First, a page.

01/03/2023 – By Frédéric de Kemmeter – Railway signalling and freelance copywriter – Suscribe my blog
(Version en français)
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The availability of rolling stock is a stumbling block to the ambitions of new operators to launch new open access services, with high investment costs for new vehicles and a limited second-hand market.
This is not a new observation. The second-hand market is unevenly distributed across Europe and approval criteria vary from one country to another. It is all the more regrettable given that the major operators now have large fleets of new trains, many of them high-speed ICE or TGV trains that are replacing pulled trains.
However, there are more opportunities in the German-Alpine area than in France or Italy.
The Association of European Rail Rolling Stock Lessors AERRL and the Association of Independent Operators AllRail have consulted on the issue of vehicle supply to facilitate the launch of new passenger services. This applies only to open access projects, not to public service contracts, where new equipment is almost always chosen.
Hirers and new entrants hand in hand
Some meetings between lessors in AERRL and new entrants in ALLRAIL resulted in a new commitment to actively contribute to the launch of new commercial passenger rail offers through maximum availability of passenger rolling stock.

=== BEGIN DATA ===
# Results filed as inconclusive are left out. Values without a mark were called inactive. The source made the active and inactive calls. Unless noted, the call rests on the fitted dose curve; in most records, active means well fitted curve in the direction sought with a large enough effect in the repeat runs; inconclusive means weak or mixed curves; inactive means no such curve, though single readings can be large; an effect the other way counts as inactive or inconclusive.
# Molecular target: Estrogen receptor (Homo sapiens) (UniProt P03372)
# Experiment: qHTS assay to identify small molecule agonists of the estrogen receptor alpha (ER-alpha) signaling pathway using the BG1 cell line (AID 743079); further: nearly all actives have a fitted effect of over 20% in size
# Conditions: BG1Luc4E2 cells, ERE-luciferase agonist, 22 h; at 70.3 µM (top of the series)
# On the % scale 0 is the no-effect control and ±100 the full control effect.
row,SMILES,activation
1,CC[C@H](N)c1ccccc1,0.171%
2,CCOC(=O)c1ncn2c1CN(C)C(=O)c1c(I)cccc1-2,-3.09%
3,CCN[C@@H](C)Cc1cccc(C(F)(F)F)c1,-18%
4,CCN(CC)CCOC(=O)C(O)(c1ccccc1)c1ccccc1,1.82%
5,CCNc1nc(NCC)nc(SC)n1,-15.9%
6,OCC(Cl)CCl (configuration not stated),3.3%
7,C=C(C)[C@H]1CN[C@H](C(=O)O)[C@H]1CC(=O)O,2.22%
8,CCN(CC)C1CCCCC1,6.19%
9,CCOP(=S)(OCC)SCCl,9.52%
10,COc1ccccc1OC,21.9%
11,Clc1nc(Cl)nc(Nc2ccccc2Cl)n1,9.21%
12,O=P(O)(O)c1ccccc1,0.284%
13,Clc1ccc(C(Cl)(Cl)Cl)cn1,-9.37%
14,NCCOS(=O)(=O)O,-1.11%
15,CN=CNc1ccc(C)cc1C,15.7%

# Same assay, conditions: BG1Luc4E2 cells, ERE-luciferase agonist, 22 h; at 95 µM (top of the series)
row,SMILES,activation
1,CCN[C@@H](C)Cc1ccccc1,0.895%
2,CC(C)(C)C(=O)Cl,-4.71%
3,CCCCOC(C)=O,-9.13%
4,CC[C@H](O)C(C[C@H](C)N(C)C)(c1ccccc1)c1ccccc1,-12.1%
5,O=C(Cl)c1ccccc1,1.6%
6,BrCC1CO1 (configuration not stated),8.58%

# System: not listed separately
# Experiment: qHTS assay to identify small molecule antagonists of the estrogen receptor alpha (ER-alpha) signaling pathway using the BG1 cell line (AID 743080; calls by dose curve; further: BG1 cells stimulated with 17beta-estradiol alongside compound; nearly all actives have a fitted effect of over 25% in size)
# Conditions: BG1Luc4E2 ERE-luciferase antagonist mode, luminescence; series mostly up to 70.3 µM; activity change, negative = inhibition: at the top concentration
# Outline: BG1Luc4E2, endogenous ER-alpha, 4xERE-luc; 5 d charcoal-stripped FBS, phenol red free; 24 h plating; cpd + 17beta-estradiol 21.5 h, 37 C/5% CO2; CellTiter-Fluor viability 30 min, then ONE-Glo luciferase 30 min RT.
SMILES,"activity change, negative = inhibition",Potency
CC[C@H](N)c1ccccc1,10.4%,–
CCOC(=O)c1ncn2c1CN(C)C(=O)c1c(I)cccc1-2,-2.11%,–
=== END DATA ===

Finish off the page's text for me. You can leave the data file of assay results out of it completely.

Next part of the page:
The challenge for both associations is to show the national and European political authorities that they must have more confidence in the industry to create favourable conditions for the purchase of new rolling stock.
Fabien Rochefort, President of AERRL, recalls that « lessors’ potential to invest is well-known in the locomotive market. We have shown over the last 12 years that we are capable to give access to efficient, interoperable and safe rolling stock to all interested railway undertakings. We are willing to promote the same development on the rail passenger market, with the collaboration of all the players.«
The AERRL members therefore wish to commit themselves beyond locomotives to finance and bring to market the necessary volume of high-speed and conventional rolling stock to enable all rail operators to build new commercial and innovative offers. AERRL’s members are interested in financing new and used rolling stock, including upgrades and refurbishment schemes.
For their part, ALLRAIL member operators undertake to use unused or underused long-distance rolling stock in the markets in which they are active, if it is available on fair, reasonable and non-discriminatory terms.
Erich Forster, President of AllRail (and former CEO of WESTbahn), explains « It is important that, like in other transport modes, there is an open and vibrant market for 2nd hand rolling stock. If there is unused or underused long distance rolling stock at Fair, Reasonable and Non-Discriminatory Terms, then we pledge that our members will use it – in order to grow EU cross-border rail and achieve modal shift. »